Various shades of pink

This is nothing to do with that notorious book or film, I’m afraid, but if you’re a Patient Leader it could be much more interesting!

When you see an invitation to act as a Patient Leader on a particular topic that’s of personal interest and you think, “I’d like to do that!” the next natural reaction is perhaps, “……but do I know enough about it?……will they think I’m wasting their time?”  THEY, of course, are the health professionals you’ll be working with.  I’ve talked to a lot of other volunteers and only one has said that he wondered if THEY really wanted him there. The usual reaction is that the professionals have welcomed us. Of course, patient engagement is now a key element of  NHS policy in Leeds, so a cynic might say, “Well, they would, wouldn’t they?”, but  all the feedback I hear totally belies this.

Having worked on the other side, i.e. for an organisation which welcomed  enthusiastic amateurs on an advisory committee, I know that in order to be accepted  as a useful  member  you have to know what you’re talking about, understand where the professionals are coming from, try to be relevant, be prepared to justify your views, and not talk too much! That sounds a tall order, but we all can do it otherwise we wouldn’t be involved in this sort of work in the first place.

I think my experience as a member of the Supported Self Management Steering Group is typical. One of the hardest aspects to get your head round at first is medical jargon and initials. I was baffled, for instance, as to what SMT, COPD, or even LTC stood for, but then I realised that I only had to ask. A year on, I certainly feel useful, but herein lies another potential trap – we begin to feel “part of the family” and identify strongly with the professionals and find it harder to keep our objectivity and raise objections if that’s what’s needed.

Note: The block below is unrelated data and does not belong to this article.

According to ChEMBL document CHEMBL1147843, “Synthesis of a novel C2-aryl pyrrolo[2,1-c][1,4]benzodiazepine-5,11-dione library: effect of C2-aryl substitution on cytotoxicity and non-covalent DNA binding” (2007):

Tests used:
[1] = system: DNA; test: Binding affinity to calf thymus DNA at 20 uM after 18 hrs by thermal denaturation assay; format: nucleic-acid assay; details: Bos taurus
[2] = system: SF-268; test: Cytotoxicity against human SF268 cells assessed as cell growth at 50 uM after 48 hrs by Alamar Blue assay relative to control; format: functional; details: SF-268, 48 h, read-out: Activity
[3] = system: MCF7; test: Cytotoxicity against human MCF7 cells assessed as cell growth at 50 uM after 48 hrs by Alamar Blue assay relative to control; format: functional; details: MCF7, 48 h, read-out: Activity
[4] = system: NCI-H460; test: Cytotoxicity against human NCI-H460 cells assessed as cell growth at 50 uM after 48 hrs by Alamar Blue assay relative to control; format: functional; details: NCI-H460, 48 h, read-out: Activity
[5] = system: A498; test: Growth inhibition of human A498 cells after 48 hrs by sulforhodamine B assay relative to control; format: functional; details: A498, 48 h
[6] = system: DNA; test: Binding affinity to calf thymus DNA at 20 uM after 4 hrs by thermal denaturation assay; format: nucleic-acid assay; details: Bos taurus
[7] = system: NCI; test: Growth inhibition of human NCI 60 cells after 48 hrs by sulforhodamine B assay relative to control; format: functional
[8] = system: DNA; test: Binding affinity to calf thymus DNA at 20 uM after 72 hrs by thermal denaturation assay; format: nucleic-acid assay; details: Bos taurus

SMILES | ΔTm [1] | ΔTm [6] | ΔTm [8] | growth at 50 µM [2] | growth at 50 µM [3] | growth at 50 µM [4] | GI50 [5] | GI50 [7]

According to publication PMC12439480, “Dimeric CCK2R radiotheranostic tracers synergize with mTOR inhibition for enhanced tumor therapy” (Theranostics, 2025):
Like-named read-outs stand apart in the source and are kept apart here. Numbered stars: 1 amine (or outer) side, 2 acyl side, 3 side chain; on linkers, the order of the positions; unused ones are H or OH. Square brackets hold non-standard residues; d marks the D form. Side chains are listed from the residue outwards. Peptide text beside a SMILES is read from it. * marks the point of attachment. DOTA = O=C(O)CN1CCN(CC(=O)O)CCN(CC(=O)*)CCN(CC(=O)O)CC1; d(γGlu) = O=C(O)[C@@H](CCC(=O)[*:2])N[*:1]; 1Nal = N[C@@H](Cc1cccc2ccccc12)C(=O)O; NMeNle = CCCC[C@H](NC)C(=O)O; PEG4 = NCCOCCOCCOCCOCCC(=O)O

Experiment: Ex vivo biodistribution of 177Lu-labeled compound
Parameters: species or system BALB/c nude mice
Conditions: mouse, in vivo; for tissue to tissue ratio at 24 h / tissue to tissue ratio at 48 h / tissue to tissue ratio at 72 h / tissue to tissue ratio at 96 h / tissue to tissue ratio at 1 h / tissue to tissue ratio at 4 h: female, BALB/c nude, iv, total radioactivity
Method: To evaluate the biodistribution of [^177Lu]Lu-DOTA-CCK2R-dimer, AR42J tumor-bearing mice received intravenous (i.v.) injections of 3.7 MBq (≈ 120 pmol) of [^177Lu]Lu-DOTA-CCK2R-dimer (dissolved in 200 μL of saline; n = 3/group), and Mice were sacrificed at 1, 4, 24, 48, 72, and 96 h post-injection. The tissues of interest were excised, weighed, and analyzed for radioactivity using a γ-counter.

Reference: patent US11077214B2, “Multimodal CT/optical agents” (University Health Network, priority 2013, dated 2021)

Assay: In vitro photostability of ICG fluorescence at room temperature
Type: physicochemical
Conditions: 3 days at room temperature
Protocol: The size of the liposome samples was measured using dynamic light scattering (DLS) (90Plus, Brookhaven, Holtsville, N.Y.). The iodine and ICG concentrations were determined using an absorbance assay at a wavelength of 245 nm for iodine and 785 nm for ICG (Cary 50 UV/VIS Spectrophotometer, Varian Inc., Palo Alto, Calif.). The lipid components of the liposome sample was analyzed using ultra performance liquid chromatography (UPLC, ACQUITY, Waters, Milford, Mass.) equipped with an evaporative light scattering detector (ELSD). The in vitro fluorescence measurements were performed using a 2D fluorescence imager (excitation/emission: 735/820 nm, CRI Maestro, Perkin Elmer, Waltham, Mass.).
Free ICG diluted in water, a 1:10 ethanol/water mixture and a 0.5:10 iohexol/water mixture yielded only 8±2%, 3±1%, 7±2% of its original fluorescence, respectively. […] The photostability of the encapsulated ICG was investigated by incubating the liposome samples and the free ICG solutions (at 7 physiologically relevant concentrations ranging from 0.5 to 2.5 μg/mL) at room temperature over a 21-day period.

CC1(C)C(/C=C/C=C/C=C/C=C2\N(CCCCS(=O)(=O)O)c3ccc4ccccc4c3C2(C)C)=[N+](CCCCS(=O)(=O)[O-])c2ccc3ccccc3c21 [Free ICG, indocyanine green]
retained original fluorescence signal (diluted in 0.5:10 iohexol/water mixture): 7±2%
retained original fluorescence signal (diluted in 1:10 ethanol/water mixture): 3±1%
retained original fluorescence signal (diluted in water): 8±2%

However, I think an outside observer would have to agree that this sort of patient involvement in Leeds has been a real success. What happens, though, if we go outside Leeds and try the same thing in other parts of the country? I agreed to attend a focus event in London on Self Management of Long Term Conditions (LTC, as I now say!). When I rang I was told there were two groups – patients and health professionals. The assumption was, of course, that I would join the patients. When I said no, I want to join the other one there was a long pause. I persevered, got my way, and duly arrived in London to meet the professionals – all strangers from different parts of the country, all with very senior sounding jobs. They were intrigued to hear what we do in Leeds, both the idea of patient engagement and the way we were pursuing the idea of health coaching for LTCs. It was a cracking couple of hours. We all got something useful from it.

On the train on the way home I mused about how to sum up the experience.  How about this: several red blobs and one white blob went into the focus group and out came a number of blobs in various shades of pink. I hope that’s true, and if it is it’s a real indicator of the value of our Patient Leader programme.

Trevor Thewlis